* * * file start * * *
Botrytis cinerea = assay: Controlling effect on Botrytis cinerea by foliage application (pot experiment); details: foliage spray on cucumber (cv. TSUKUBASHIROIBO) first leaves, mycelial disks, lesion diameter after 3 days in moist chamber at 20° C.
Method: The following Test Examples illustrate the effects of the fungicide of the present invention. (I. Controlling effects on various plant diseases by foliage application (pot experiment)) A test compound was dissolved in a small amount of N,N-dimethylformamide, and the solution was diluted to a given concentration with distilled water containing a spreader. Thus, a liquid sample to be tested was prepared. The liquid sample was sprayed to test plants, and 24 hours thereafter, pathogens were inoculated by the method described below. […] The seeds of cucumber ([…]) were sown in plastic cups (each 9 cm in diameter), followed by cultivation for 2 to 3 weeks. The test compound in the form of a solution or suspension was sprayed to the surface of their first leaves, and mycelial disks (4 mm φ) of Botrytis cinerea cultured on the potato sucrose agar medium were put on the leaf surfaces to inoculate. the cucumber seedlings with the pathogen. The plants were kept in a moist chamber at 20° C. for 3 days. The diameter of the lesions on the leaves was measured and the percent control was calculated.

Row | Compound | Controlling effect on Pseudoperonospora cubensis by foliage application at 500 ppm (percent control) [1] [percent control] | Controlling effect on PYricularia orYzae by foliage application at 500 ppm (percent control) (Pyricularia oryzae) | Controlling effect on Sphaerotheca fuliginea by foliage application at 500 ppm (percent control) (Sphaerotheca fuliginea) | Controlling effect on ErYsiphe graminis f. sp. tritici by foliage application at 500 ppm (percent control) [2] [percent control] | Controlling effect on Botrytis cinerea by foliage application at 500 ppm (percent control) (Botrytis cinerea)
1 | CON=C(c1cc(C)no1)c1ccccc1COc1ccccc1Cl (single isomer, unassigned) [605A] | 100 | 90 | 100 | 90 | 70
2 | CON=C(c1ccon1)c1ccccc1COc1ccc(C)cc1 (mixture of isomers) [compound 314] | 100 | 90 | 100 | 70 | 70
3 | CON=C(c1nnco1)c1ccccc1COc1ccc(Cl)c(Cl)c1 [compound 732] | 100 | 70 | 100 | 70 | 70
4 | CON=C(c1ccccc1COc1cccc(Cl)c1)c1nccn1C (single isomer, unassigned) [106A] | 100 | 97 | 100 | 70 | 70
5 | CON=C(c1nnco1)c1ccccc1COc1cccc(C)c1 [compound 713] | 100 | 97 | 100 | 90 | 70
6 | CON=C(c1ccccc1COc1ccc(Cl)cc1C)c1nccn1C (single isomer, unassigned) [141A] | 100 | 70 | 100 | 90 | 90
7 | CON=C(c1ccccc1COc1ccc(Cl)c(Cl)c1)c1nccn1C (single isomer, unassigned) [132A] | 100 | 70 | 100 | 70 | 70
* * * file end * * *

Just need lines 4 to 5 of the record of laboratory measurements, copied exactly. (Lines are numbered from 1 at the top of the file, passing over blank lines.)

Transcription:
1 | CON=C(c1cc(C)no1)c1ccccc1COc1ccccc1Cl (single isomer, unassigned) [605A] | 100 | 90 | 100 | 90 | 70
2 | CON=C(c1ccon1)c1ccccc1COc1ccc(C)cc1 (mixture of isomers) [compound 314] | 100 | 90 | 100 | 70 | 70